RUTH COPPINGER HAS said that it’s because of “sell-out Independents” that the AAA-PBP bill requesting a referendum to repeal the Eighth Amendment will be rejected.
Earlier today, the Government took a unified position on the bill, agreeing collectively to not accept the bill until the Citizens’ Assembly has finished its work.
The Government has also agreed to put forward a reasoned amendment to the bill.
Speaking on the Dáil plinth today, Coppinger gave this strong statement about Independent TDs in Government, flanked by her AAA-PBP colleagues:
This is a sell-out and betrayal by the Independent Ministers like Katherine Zappone, John Halligan and Shane Ross.
“Ministers, who said they are in favour of repeal, will line up and vote as part of the government against repealing the Eighth Amendment. They are putting their ministerial seats before the health and lives of women.
This vote will guarantee that no referendum will take place during the lifetime of this government.
“By the time the Citizens’ Assembly reports back, the Oireachtas Committee sits and then a bill is passed through both houses, the earliest opportunity for a referendum will be late 2018 or early 2019, by that stage this government may not be in power. They have sent a clear message to women telling them they can continue to wait.”
The Pro Life Campaign protest outside the Dáil today.
Bríd Smith also weighed in, saying:
“I am absolutely furious with the ‘so-called’ Independents who are co-operating with Fine Gael to practically ensure that the Eighth Amendment is not dealt with in the lifetime of this Government.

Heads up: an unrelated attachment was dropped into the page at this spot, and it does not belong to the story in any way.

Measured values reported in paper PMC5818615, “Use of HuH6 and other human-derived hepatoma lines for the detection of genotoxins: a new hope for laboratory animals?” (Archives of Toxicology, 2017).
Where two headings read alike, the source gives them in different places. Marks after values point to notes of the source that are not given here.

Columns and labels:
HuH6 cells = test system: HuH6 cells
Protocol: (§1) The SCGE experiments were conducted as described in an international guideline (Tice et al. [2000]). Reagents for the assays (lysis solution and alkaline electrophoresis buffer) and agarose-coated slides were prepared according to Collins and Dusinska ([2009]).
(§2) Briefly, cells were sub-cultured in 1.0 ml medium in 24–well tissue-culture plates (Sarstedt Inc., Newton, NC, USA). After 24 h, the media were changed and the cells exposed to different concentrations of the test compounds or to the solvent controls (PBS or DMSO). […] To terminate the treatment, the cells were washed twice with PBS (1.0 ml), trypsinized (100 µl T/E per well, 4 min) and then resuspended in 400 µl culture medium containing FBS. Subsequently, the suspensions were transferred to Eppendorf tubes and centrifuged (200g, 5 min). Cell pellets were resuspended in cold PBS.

To fob us off with the reliance on the adjudication of a Citizens’ Assembly of 99 people is not good enough. It is undemocratic.
“It prevents thousands of young people who never had a chance to vote on abortion or women’s bodily autonomy from having their say on the Eighth.”
The bill is due to be debated in the Dáil tonight.
The Programme for Government, agreed by the coalition in the wake of lengthy talks, said the Eighth Amendment issue would be dealt with by convening a Citizens’ Assembly.
In a statement today, a spokesperson said that there were different views in Government around the issue of the Eighth Amendment, but Cabinet had agreed that the Citizens’ Assembly should be allowed to finish its work.
The Assembly is expected to give its report on the issue in the first half of next year. The report will then be referred to a special Oireachtas Committee which will be asked to respond to its findings within in six months.
Government TDs will be given a free vote on the matter once the Citizens’ Assembly has reported back.
Minister for Children and Youth Affairs Katherine Zappone.
Speaking this afternoon on RTÉ’s News at One, Children’s Minister Katherine Zappone – who is in favour of repealing the Eighth Amendment – said that she and her Cabinet colleagues had come to “mature” decision.
“I think we’ve come to very mature decision in terms of how to agree,” she said.
The minister said that the Government was not “technically opposing the bill” but inserting an amendment so that the Citizens’ Assembly could finish its work.
“I am anxious that we ensure that the process goes as quickly as possible,” she said.
The Eighth Amendment
The Eighth Amendment to the Constitution grants the equal right to life of to the mother and the unborn child, effectively making abortion illegal except in very rare circumstances.
The AAA-PBP bill had been contentious, with members of the Independent Alliance in Government initially wanting a free vote on the matter.
The Government was keen to avoid a similar situation as had occurred with Independents 4 Change TD Mick Wallace’s bill earlier in the Dáil term.
Wallace had put forward a bill which would have allowed for abortions in situations where a child would not live outside the womb.
The bill failed to pass, but it was backed by Minister for Transport Shane Ross and junior ministers John Halligan and Finian McGrath, who voted against government advice.
Source: The journal